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Morning Report

Arts And Entertainment Reports From The Times, News Services And The Nation's Press.

June 01, 2002|Elaine Dutka


Franklin Rebuts Tabloid in Defamation Suit

Grammy Award winner Aretha Franklin is suing the Star tabloid magazine, alleging defamation over a story that said the singer has a drinking problem that's threatening her life and career.

"The lawsuit is a rebuttal that everything in the article is false," said Franklin's lead attorney, Barry B. Langberg of Los Angeles. "Literally millions of people read that garbage."

The Star story, published in December 2000, quotes unidentified "insiders" and "pals" of Franklin who claimed to be worried about the 60-year-old singer's drinking. They said it had led to her canceling performances.

Franklin's suit, filed in federal court in Albuquerque, names as defendants American Media Inc., American Media Operations Inc., Star Editorial Inc. and the author of the story. Richard Valvo, senior vice president of corporate communications for American Media Inc., declined to comment.


In Hollywood, Politics Is a Hot Potato, Poll Finds

More than three in four Americans disapprove of Academy Award presenters and winners injecting social issues into the annual awards show, and nearly one in two say they'd try to avoid paying for a film starring an outspoken actor with whom they disagree.

Those are the findings of a poll conducted for the Hollywood Reporter and published in the trade paper Friday. The survey was done by the firm E-Poll, which sampled 1,041 adult Americans of all political persuasions in March.

Charlton Heston topped the list of celebrities most admired for their public political stances with 11%, followed by Rosie O'Donnell (8.7%), Arnold Schwarzenegger (7.7%), Oprah Winfrey and Bono--the last two tied at 4.4%. Because both Republicans and Democrats were part of the mix, two of them also made the "least admired" list: Heston (10.8%) and O'Donnell (9.2%). The latter list was headed by Jane Fonda (11.8%).


Donaldson to Become a 'Nightline' Regular?

Sam Donaldson has been approached by "Nightline" to become a contributor--most likely for its new midnight edition to premiere in early July, ABC sources say.

The ABC news veteran, whom the network is replacing as co-anchor of "This Week" this summer, is not expected to become a full-time "Nightline" correspondent or anchor but would be part of a beefed-up staff when the show expands to an hour. That extra half-hour will replace "Politically Incorrect With Bill Maher" until Jimmy Kimmel's new late-night show premieres in January.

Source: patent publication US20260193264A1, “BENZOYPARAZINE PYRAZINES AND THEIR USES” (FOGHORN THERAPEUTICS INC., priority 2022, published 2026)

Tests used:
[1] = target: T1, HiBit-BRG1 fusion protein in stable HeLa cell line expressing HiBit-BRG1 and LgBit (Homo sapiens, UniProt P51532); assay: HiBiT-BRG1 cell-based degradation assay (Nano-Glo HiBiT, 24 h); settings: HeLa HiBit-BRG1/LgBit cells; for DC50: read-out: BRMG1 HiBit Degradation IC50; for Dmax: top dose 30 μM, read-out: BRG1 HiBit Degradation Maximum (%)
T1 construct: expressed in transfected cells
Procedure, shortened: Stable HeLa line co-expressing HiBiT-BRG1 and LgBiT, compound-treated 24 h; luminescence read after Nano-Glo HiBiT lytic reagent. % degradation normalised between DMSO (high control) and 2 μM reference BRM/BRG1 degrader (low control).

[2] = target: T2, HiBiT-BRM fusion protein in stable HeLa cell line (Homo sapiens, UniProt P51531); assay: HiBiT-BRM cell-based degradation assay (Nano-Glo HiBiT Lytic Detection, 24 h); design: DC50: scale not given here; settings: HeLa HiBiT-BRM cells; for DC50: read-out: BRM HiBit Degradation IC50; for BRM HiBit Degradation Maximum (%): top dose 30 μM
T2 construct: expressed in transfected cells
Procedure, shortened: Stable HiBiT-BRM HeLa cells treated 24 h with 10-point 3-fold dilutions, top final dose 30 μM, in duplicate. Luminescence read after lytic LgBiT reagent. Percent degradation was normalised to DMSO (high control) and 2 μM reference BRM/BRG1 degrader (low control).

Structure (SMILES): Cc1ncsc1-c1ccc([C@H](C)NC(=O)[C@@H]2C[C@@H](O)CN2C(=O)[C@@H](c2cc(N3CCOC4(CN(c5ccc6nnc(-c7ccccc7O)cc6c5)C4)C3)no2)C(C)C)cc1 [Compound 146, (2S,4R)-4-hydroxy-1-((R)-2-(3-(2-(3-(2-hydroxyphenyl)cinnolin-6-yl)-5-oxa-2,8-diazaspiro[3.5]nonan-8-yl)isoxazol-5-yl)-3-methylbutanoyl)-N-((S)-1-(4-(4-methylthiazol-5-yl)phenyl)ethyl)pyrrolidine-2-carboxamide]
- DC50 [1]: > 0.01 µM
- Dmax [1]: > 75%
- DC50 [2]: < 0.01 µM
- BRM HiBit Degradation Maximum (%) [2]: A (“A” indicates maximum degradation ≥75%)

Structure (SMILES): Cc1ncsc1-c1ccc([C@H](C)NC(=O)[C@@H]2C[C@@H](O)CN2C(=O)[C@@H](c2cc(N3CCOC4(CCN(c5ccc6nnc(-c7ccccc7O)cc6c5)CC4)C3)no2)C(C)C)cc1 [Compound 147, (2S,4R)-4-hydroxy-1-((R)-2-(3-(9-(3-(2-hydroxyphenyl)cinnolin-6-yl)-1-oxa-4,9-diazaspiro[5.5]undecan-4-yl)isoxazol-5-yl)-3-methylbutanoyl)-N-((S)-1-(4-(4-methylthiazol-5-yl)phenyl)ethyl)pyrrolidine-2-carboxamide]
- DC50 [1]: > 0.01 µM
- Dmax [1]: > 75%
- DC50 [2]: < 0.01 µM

The network is said to have picked former Clinton advisor George Stephanopoulos as solo anchor of "This Week" after Donaldson and Cokie Roberts leave.


Philanthropy Fuels Chicago Museum

A collection of 41 drawings, watercolors and monotypes by Postimpressionist Paul Gauguin has been donated to the new study center for prints and drawings at the Art Institute of Chicago.

Institute officials also confirmed a previous gift of more than 90 Renaissance and Baroque drawings, including works by Raphael, Titian and Tintoretto, from Chicago collectors Jean and Steven Goldman.

Though the financial value of the gifts was not divulged, professional estimates range between $5 million and $10 million for the Gauguins alone--which were donated by Art Institute trustee Edward McCormick Blair Sr. His collection is considered to be the largest single gift of the artist's works on paper to an American museum and will form the centerpiece of an exhibit next year marking the centenary of Gauguin's death.

The institute--owner of such high-profile pieces as Edward Hopper's "Nightthawks" and Seurat's "Sunday Afternoon on the Island of La Grand Jatte"--already has an international reputation. The new gifts are expected to provide increased visibility for its 80,000 prints and drawings.


Nora Ephron will direct an adaptation of Larry McMurtry's 1993 novel, "Desert Rose"--a mother/daughter story set in Las Vegas--for Columbia Pictures, Variety reports.... "Contact," Susan Stroman's critically acclaimed dance-play, will close Sept. 1 after 1,174 performances--the longest run ever for a Lincoln Center Theater production.... Jeff Goldblum, Anthony LaPaglia and Liev Schreiber will star in Showtime's "The Yeltsin Project," the true story of a trio of elite American political consultants secretly hired by Russian businessmen to manage Russian President Boris Yeltsin's successful 1996 presidential bid.... The Los Angeles Press Club is honoring KTLA's Warren Wilson, one of the first African American broadcasters in Southern California, with the Joseph M. Quinn Award for Journalistic Excellence and Distinction at a dinner at Le Meridien Hotel on June 22.... NBC has scheduled "Dog Eat Dog," a 13-week series that mixes trivia and stunts, to run at 9 p.m. Mondays after "Fear Factor," starting June 17.

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